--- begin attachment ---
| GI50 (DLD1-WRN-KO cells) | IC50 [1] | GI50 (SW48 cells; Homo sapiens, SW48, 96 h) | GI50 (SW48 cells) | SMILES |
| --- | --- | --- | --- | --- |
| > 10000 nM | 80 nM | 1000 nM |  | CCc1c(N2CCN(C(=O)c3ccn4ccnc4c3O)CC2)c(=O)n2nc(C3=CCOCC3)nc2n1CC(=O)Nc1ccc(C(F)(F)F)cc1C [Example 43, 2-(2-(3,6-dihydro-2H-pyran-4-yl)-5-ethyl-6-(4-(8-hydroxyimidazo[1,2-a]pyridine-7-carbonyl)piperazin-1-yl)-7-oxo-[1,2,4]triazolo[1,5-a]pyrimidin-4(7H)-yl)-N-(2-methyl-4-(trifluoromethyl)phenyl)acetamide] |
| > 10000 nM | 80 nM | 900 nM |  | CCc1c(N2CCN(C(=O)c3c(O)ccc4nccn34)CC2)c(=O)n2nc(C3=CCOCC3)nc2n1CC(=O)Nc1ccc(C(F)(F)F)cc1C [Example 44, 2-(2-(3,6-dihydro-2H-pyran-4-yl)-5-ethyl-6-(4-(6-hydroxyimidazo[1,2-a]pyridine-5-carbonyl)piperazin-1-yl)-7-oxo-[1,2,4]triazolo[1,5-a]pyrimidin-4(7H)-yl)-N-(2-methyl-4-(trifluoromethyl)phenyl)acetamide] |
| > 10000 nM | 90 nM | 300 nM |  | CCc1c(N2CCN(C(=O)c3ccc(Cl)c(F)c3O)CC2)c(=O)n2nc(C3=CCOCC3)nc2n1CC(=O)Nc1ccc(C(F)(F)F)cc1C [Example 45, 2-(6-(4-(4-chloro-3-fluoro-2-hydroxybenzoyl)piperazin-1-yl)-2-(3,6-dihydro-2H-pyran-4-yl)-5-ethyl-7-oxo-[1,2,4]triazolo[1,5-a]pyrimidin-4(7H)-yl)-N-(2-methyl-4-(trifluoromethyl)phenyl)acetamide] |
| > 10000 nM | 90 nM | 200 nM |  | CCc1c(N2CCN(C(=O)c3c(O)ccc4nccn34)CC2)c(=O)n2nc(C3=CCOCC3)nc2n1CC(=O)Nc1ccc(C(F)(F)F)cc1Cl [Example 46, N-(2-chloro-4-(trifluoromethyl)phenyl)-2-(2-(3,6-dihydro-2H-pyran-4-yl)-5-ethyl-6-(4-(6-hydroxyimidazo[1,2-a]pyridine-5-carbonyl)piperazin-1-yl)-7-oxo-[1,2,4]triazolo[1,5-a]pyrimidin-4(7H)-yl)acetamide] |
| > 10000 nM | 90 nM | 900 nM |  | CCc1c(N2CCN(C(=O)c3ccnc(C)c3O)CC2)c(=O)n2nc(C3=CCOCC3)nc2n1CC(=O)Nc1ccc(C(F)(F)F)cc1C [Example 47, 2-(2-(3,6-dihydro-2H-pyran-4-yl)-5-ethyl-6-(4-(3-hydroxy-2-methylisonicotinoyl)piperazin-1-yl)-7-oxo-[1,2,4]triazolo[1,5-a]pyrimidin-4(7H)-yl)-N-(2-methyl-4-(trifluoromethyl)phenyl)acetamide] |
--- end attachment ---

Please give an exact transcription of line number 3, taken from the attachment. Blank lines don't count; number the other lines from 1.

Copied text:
| > 10000 nM | 80 nM | 1000 nM |  | CCc1c(N2CCN(C(=O)c3ccn4ccnc4c3O)CC2)c(=O)n2nc(C3=CCOCC3)nc2n1CC(=O)Nc1ccc(C(F)(F)F)cc1C [Example 43, 2-(2-(3,6-dihydro-2H-pyran-4-yl)-5-ethyl-6-(4-(8-hydroxyimidazo[1,2-a]pyridine-7-carbonyl)piperazin-1-yl)-7-oxo-[1,2,4]triazolo[1,5-a]pyrimidin-4(7H)-yl)-N-(2-methyl-4-(trifluoromethyl)phenyl)acetamide] |